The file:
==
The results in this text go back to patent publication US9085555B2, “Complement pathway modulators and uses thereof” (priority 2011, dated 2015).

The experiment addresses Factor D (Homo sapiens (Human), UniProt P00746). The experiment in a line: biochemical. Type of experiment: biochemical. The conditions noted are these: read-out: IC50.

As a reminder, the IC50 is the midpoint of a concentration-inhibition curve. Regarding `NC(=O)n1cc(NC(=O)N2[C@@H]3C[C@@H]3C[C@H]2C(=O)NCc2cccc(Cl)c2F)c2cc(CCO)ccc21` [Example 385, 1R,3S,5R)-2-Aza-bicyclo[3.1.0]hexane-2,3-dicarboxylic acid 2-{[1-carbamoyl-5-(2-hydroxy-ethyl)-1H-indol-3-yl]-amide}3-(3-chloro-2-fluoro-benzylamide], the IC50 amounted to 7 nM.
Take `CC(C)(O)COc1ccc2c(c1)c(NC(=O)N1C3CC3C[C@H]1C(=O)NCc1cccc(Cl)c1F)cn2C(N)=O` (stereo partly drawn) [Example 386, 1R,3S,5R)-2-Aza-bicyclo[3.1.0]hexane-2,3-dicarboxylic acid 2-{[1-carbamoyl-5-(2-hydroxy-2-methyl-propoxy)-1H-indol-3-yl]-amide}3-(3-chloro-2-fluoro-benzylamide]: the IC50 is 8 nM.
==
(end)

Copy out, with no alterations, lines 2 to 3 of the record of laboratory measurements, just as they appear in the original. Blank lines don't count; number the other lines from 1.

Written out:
The experiment addresses Factor D (Homo sapiens (Human), UniProt P00746). The experiment in a line: biochemical. Type of experiment: biochemical. The conditions noted are these: read-out: IC50.

As a reminder, the IC50 is the midpoint of a concentration-inhibition curve. Regarding `NC(=O)n1cc(NC(=O)N2[C@@H]3C[C@@H]3C[C@H]2C(=O)NCc2cccc(Cl)c2F)c2cc(CCO)ccc21` [Example 385, 1R,3S,5R)-2-Aza-bicyclo[3.1.0]hexane-2,3-dicarboxylic acid 2-{[1-carbamoyl-5-(2-hydroxy-ethyl)-1H-indol-3-yl]-amide}3-(3-chloro-2-fluoro-benzylamide], the IC50 amounted to 7 nM.